Ella Briman, Cape Elizabeth class of 2021, completed an internship with U.S. Senate candidate Sara Gideon from June to November 2020 and with Sen. Jon Ossoff from December 2020 to January 2021, when he was running for office in Georgia. Courtesy photo Ella Briman

CAPE ELIZABETH — After a senior year spent surrounded by the coronavirus pandemic, Ella Briman, a Cape Elizabeth High School student, said she is unable to keep her political focus at a local level, having realized the greater scope of the world.

As she prepares for graduation, Briman, who will attend Dartmouth College in the fall, reflected on her high school career, where she said she interned for two political campaigns and also participated in her school’s theater productions, Model United Nations and World Affairs Council.

“I’ve done a lot of work with local politics,” she said. “I interned on Sara Gideon’s campaign last summer and fall, which was a great experience. It taught me so much about field work and connecting with voters in Maine and about campaign work as a whole. I also briefly interned online for a campaign for (Sen.) Jon Ossoff in Georgia.”

Briman focused on making connections, she said. Her responsibilities with both campaigns involved voter outreach.

“(I made) general phone calls to voters, asking them about their plans for voting, not only about who they plan to vote for, but also to ensure they could get absentee ballots because of the huge focus this year,” she said. “I also got to see other parts of campaigns like finances and communications.”

Because her internships were remote, Briman was able to meet people throughout the state in online settings, she said.

“I think that having the ability to have everything be online and virtual made people a lot more easy to talk to, which was interesting, and I don’t know if I would have had the chance to speak with people in northern Maine had Maine not been in a pandemic,” she said. “I was pretty nervous because I hadn’t done anything like that before, but the benefit of everything being remote was that I was able to connect with people who I might never had met had this been in-person, some of whom I’m still in touch with today. These were people I had met six months ago at this point, so I’m really grateful I had a chance to meet these people and hopefully make lifelong connections.”

In college, she plans to study government or political science as well as public policy and international relations, she said.

Entering high school, Briman said she was less sure of what she wanted to do after graduation. After experiencing the pandemic, she found that she was focused on global news.

“I think, living in towns like Cape Elizabeth and South Portland, it can be easy to just focus on our immediate surroundings,” Briman said. “But it’s been tough to not look to the greater issues our society’s been facing, whether that’s reckoning or battling with systemic racism or a pandemic or skyrocketing unemployment.  I feel like there’s so much work that needs to be done, and I think policy is a concrete way you can make change. It definitely requires a lot of patience to see that change go through and hard work and advocating, but I think that is a channel to see a difference.”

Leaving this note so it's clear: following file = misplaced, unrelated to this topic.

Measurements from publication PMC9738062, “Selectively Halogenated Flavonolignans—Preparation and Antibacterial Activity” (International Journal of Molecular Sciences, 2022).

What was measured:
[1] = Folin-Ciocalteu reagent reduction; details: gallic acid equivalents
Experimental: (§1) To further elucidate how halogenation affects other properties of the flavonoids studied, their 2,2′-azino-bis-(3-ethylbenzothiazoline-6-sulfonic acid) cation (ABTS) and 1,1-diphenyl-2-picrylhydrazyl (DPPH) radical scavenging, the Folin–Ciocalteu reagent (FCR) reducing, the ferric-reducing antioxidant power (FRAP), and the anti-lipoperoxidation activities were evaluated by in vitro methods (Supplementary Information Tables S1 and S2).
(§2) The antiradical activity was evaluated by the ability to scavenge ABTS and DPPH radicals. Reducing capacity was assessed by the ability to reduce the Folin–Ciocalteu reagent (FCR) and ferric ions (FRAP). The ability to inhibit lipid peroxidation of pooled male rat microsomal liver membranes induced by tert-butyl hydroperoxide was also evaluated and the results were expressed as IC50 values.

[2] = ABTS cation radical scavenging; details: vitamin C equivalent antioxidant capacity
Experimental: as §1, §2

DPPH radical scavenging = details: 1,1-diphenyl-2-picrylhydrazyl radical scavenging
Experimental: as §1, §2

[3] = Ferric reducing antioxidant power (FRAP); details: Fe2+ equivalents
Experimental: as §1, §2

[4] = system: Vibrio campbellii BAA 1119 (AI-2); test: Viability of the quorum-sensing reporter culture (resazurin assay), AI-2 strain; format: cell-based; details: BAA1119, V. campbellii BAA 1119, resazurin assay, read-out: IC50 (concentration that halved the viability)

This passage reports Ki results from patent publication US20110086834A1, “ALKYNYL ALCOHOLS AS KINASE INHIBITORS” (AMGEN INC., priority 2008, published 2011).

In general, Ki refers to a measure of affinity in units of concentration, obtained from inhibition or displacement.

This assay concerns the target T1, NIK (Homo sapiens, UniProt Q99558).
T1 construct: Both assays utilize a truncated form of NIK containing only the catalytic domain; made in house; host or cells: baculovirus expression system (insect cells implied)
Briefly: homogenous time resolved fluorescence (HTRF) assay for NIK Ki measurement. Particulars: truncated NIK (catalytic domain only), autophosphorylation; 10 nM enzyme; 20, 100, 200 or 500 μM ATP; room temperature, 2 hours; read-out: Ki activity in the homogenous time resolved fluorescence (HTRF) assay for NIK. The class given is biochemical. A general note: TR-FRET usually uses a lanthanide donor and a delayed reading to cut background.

Briman desires addressing problems people have been facing for decades, she said.

“A lot of people talk about how they want to make a difference and leave the world in better shape than they found it, and the best way to do that is by looking outside of your own circle and seeing where else you can make a difference,” Briman said. “I think making local change is absolutely important and everything starts on a local basis, but I think also gaining that perspective of looking beyond your hometown is really important for gaining a understanding of how the world works. ”

As her time at Cape Elizabeth High School ends, Briman is ready for a new setting, she said.

“I really enjoyed getting to know people, getting to make what I hope are lifelong friends,” Briman said. “I think that Cape has had a really great community and by pursuing so many different activities within the high school, I’ve been able to make a lot of great friends.”

Briman said she found remote learning, which was implemented in March of 2020 due to the pandemic, difficult to adjust to and frustrating, but having more remote means of communication made more programs and opportunities accessible.

“It’s been definitely an interesting year, but I think I made the best of it,” she said. “I’ve been so in awe of the administration and teachers who have been figuring this out for us and working around the clock, trying to meet the requests of parents and also make this an active school year for us. It’s been sad, not seeing my entire grade at times, but I think they’ve made they best of it.”

This summer, Briman plans to work with the Cape Elizabeth Land Trust, where she will be out on the trails and helping to preserve land, she said.

While in college and after leaving campus, Briman said she is interested in pursuing advocacy and nonprofit work, both of which she finds interesting.

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